a growing body of cognitive science knowledge of how adults
learn effectively. We have heavily modified the CMU Pittsburgh
delivery model and increased the focus on agile methods,
entrepreneurship, and team-oriented soft skills to better match the
style of fast paced software engineering as practiced in Silicon
Valley. We have instantiated this educational approach to offer a
professional .Masters program in Software Engineering with
tracks in Technical Software Engineering and Development
Management, as well as a sister program in Software
Management targeted at senior professionals.
The MS program is a two-year, part-time program featuring
flexible delivery to accommodate the working professional’s busy
schedule. Thirty to forty percent of the students are remote; most
of these are employees of aerospace companies. Local students
are drawn in small numbers from a large range of Silicon Valley
companies, including IBM, HP, Oracle, Google, Sun, BEA, and
others. To encourage a strong sense of community, all students,
whether remote or local, are required to come to campus for a
three-day orientation, a mid-program event, and for graduation.
We believe this program to be unique. While other US and
European schools offer software engineering education, none
adopt as intense a learn-by doing approach with the goal of
producing a transformative experience for practicing software
The Software Engineering Program prepares experienced
developers for leadership roles in development groups and
beyond. Students will apply methodologies pioneered at Carnegie
Mellon’s highly regarded School of Computer Science and the
Software Engineering Institute toward the practical demands of
team-based software development. Our learn-by-doing curriculum
equips them to balance agility and discipline in software
development, to manage risk, and to deliver on commitments.
It is designed for software developers seeking to advance to a
senior software engineer, architect, or project manager role. In
this program, students work through all the aspects of the
software development lifecycle, apply systematic software
engineering methodologies, and deliver on commitments.
The program’s two tracks share a common core of software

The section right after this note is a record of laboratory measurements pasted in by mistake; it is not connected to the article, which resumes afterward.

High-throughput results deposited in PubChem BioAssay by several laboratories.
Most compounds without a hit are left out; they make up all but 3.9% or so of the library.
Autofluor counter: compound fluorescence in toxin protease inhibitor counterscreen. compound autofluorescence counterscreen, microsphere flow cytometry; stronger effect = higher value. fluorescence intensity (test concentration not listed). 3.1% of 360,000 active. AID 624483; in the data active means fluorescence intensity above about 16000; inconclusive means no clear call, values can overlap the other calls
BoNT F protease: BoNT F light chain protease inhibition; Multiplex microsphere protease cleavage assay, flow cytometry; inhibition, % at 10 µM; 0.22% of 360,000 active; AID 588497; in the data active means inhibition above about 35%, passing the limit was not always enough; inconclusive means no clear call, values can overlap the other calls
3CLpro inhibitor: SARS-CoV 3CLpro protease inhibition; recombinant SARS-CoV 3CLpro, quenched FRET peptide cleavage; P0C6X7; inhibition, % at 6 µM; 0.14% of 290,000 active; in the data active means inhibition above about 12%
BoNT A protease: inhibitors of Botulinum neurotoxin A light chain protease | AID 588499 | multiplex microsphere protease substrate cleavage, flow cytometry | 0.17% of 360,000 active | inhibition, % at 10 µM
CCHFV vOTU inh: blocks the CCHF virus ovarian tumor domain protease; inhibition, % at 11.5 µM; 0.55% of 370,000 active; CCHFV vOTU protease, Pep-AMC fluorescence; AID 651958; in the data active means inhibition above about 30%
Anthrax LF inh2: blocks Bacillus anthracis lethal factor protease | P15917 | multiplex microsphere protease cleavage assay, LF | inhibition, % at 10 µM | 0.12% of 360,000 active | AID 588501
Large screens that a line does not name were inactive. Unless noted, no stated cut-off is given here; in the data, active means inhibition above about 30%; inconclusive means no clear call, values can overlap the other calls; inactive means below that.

engineering concepts, methods, and practices. The actual courses
taken depend on the track and the available electives for that
track. The Technical track enables graduates to effectively
architect, design, develop, and deploy complex software systems.
The Development Management track enables graduates to
manage projects, processes, and people, whether in-house or
outsourced. Students learn the technical, business, and leadership
skills required to successfully manage software projects
throughout their complete lifecycle.
Successful applicants to both tracks are required to have a
minimum of two years of work experience, a computer science or
related degree, and some team-based software experience.
2.1 Overview of Instruction at Carnegie
Mellon West
The curriculum comprises six semesters worth of project-based
courses. Working both in teams and individually, students act as
employees of a fictional company hired to architect, design, and
implement or manage multiple releases of a complex application
on an aggressive schedule. Within this framework, and with
support from faculty members, students confront realistic
technical and business problems, including conflicting
requirements, limited resources, and challenges of team
leadership. This Story-Centered Curriculum fosters initiative,
collaboration, leadership, and repeatable success.
In this style of course, faculty provide several kinds of
educational support:
Supervising Faculty Member. The supervising faculty
member has a number of responsibilities. He or she
delivers most of the just-in time instruction and is the
primary grader of written student work products and
presentations. He will run one or more “plenary”
sessions for all students to kick-off new segments of the
project, to discuss recent student deliverables, and to
facilitate reading discussions. He or she coordinates
delivery among the other faculty and guest speakers to
ensure that all are on the same page with respect to the
scenario being presented to the students. The
supervising faculty member typically also hosts a
weekly faculty discussion meeting to agree on current
emphasis and to resolve course, team, and individual
student issues.
Roleplaying Faculty Members. Depending on the
nature of the simulated scenario, one or more additional
faculty members provide in-role guidance, data, and
informal information as grist for the students’ work.
Typically, such a faculty member will meet with
student teams individually or in plenary sessions several
times during the course – for example, as a VP of
Marketing to provide the voice of the customer and to